Elderflower: Three Variations

Elderflower (Sambucus nigra)

Midsummer is when a great variety of flowers are at the height of bloom. It is traditionally thought that many medicinal herbs reach their peak during this time, infused by the powers of the sun. Elderflower (Sambucus nigra) is one such plant. Though the berries are arguably the more popular product, the flowers themselves have numerous health benefits. And we don't have to wait until fall to pick them! Below are three recipes that feature this beautiful and healthful blossom.

 

Elderflower Fritters

If you're looking to incorporate elderflowers into your diet for its health benefits, then this recipe is not for you. However, if you enjoy the occasional (or more than occasional) fatty treat, then read on! Battered and deep fried, these fritters look and taste quite a lot like funnel cakes, and would seemingly be at home at a carnival or state fair.

Preparation

When harvesting elderflowers for fritters, be sure to leave a long stem. This will serve as a handle for dipping into batter. Give it a shake before putting it in your bag or basket to dislodge bugs.

Before making the fritters, grab each bunch by the stem and shake it out over a sink to remove any remaining bugs. Alternately, you can shake them into a bowl of water and place them on a towel to dry. I prefer the air method, as I'm not too squeamish about bugs, and I think it better preserves the shape. Also, excess water on the flowers can make the batter too runny.

Elderflower fritters, hot out the pan

Ingredients

  • Several bunches of elderflowers (The exact number depends on their size. Try a gallon, loosely packed.)
  • 1 cup flour
  • 1 1/2 tsp baking powder
  • 1/2 tsp salt
  • 2 tbl sugar
  • 1 large egg
  • 1 cup plus 2 tbl sparkling water
  • Powdered sugar (to dust)

Directions

  1. Mix together dry ingredients in a large bowl.
  2. In a separate bowl, whisk together the egg and sparkling water.
  3. Make a well in the center of the dry ingredients. Whisk in wet ingredients. Continue whisking until smooth. Don't over-whisk, or you will lose too much air. It's better for it to be a little clumpy than flat.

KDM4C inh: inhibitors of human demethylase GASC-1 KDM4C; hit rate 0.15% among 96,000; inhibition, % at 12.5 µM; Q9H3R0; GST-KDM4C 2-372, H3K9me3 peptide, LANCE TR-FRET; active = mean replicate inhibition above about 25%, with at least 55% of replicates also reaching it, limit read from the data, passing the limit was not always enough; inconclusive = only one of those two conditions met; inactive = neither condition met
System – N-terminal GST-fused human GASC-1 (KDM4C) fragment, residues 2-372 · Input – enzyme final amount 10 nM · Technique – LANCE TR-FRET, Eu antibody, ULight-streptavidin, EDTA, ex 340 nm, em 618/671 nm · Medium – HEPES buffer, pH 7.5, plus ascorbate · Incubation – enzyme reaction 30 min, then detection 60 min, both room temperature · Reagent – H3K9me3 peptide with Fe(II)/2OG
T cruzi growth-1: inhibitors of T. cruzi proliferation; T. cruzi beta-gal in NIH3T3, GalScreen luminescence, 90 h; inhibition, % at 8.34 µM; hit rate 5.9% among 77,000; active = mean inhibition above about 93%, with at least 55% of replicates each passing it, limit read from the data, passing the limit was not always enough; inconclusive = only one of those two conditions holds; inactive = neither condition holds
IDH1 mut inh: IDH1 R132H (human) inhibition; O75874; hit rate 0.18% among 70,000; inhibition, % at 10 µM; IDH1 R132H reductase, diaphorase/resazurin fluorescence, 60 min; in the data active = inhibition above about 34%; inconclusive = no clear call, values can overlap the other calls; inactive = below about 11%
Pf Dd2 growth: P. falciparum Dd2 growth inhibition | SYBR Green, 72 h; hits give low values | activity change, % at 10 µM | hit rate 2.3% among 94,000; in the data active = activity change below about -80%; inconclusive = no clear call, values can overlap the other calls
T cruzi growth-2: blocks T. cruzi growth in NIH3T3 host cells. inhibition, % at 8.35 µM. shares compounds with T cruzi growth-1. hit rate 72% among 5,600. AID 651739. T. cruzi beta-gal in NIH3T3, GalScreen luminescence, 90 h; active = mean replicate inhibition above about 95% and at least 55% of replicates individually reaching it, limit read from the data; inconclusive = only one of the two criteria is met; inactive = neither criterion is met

4. Adjust consistency if necessary. It should be quite thin— thinner than pancake batter. Depending on the flour you used, it may need more sparkling water.
  5. Heat about 1" of vegetable oil in a pan to 375 degrees. Make sure it's an oil with a high smoke point!
  6. Grab an elderflower bunch by the stem and dip into batter, swirling around until the flowers are completely covered. Shake off excess batter and gently place into hot oil. Keep adding battered flowers until the pan is full.
  7. Fry until lightly browned, about 3 minutes.
  8. Remove fritters from hot oil and place onto paper towels to drain. 
  9. Repeat steps 6 - 8 until the batter or the flowers are used up— whichever comes first. Adjust heat as necessary to keep at 375 degrees.
  10. Snip the larger stems from the fitters. (Stems, leaves, roots, and unripe berries are toxic and should not be eaten. Eating the smallest stems is fine, as the quantities aren't large enough to hurt you.) Plate and dust with powdered sugar. They are best served warm, in batches as they come off the pan.

 

Elderflower Honey

Elderflowers are prized for their gentle medicinal action. Infusing them into honey preserves that medicine and allows them to be easily added to hot tea for additional benefits. Elderflowers are most often indicated for upper respiratory problems— colds, coughs, sore throats, and flu. Taken hot, they induce sweating and help break fevers. They also act as a decongestant to remove phlegm from the lungs and throat. Elderflowers can also be used as a relaxant, soothing anxiety and promoting restful sleep. 

Or you can just eat them because they're yummy!

Elderflowers trimmed from the stem

Preparation

Shake off flowers as described above to remove insects. In the case of honey infusions, it is imperative that the flowers are completely dry before using, as excess water can cause mold.